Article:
First funding for the Australian Consortium for Aged Care

Aged care services and providers around Australia will soon be set up to compare their quality of care, following the announcement of $3 million in Federal government funding, awarded to the Australian Consortium for Aged Care (ACAC), to implement the Quality Measurement Toolbox (QMET) nationwide.

The funding is drawn from the $20 billion Medical Research Future Fund (MRFF) and has been allocated in response to recommendations from the Royal Commission into Aged Care Quality and Safety.

Professor Jeffrey Braithwaite, Professor Johanna Westbrook and Associate Professor Peter Hibbert (pictured left to right) from the Australian Institute of Health Innovation founded ACAC with colleagues from the Registry of Older Australians (ROSA) at the South Australian Health and Medical Research Institute (SAHMRI), the Centre for Health Services Research at the University of Queensland, and the Queensland University of Technology.

Led by the SAHMRI’s ROSA Director Professor Maria Inacio, the three-year project will establish the ACAC-QMET Coordinating Centre, forging the infrastructure necessary to ensure the effective implementation of QMET.

“The centre’s primary focus will be evaluating quality and safety of care for older people accessing services across a range of key settings, including primary care, dementia care and palliative care and others,” Professor Inacio said.

Quality measurement has been identified as fundamental to ensuring the accountability and transparency among aged care services and providers that is central to overall improvement.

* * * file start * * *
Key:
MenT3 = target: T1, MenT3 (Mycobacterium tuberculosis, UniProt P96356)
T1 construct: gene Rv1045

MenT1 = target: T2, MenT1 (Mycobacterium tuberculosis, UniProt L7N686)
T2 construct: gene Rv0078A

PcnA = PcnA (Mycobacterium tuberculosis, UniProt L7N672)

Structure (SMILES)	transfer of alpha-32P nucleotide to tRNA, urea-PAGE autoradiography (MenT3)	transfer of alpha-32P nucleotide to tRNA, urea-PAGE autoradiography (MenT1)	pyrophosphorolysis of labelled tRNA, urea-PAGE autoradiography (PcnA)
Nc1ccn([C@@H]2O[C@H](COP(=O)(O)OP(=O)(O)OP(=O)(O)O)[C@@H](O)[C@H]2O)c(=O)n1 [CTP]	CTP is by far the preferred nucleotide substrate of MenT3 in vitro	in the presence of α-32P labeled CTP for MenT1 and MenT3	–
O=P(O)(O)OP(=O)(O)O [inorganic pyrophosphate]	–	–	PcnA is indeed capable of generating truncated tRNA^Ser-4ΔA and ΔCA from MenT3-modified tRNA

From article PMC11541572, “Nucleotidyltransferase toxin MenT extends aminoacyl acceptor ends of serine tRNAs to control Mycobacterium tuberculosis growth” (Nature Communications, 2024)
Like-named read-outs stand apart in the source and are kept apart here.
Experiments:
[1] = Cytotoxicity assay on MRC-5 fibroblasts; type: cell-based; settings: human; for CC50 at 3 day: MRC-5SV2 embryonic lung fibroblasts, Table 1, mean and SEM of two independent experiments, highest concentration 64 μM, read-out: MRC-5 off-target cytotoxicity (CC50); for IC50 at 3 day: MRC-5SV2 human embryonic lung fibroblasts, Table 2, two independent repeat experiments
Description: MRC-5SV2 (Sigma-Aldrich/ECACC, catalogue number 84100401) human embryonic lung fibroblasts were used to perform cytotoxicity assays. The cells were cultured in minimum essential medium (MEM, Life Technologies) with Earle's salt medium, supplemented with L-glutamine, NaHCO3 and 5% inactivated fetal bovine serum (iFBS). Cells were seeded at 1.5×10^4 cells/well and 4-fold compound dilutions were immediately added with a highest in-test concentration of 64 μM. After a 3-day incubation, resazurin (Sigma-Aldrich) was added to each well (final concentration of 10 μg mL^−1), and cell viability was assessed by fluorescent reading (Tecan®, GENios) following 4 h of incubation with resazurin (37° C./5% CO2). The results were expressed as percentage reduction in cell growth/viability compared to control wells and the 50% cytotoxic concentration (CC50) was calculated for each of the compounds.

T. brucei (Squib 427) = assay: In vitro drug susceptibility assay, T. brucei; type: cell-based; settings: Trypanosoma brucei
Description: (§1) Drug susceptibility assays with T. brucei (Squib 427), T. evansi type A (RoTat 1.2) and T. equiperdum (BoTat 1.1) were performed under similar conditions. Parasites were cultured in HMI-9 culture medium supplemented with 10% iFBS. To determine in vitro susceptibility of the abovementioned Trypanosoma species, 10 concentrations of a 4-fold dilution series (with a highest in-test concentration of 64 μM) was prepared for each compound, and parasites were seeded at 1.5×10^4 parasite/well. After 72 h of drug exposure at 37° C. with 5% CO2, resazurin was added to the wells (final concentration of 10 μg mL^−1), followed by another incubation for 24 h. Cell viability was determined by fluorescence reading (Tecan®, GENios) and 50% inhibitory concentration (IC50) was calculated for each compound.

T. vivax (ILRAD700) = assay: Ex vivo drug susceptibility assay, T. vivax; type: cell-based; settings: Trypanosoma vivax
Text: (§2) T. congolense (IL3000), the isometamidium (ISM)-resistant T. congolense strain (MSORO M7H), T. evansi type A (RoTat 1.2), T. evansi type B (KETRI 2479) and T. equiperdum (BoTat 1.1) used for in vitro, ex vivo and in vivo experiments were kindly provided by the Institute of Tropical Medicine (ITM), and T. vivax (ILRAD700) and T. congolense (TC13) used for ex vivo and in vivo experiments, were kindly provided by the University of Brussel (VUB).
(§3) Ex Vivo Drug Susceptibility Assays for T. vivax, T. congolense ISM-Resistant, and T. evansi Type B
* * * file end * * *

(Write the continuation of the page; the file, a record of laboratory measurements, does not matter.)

The centre will establish a baseline assessment of the status of aged care quality nationally and will ultimately serve to regulate the industry in accordance with future policy developments.

“It’s clear that providing consistent, high-quality care for the 1.5 million Australians accessing the aged care sector has been a challenge historically and the ACAC is well placed to deliver a long overdue quality measurement framework that reflects Australia’s values,” Professor Inacio said.

The ACAC was established following the Royal Commission, as the vehicle to drive necessary changes in the sector.

The consortium has enlisted government and sector representatives to form an expert advisory panel that will provide guidance throughout each phase of the project.

ACAC members include ROSA, the University of South Australia, the Australian Institute of Health Innovation at Macquarie University, the Centre for Health Services Research at Queensland University, Queensland University of Technology, Flinders University, the Australian Dementia Network Registry, the Centre for Healthy Brain Ageing at the University of New South Wales and the Australian Government Department of Health (Star Ratings Section). Svelte Studios will be the technology partner responsible for development of the ACAC-QMET platform.

The centre is expected to be fully operational in 2023, with the first components of the ACAC-QMET to be made available to the public by 2025.

Media contact:

Callum MacPherson
0419 607 905
[email protected]

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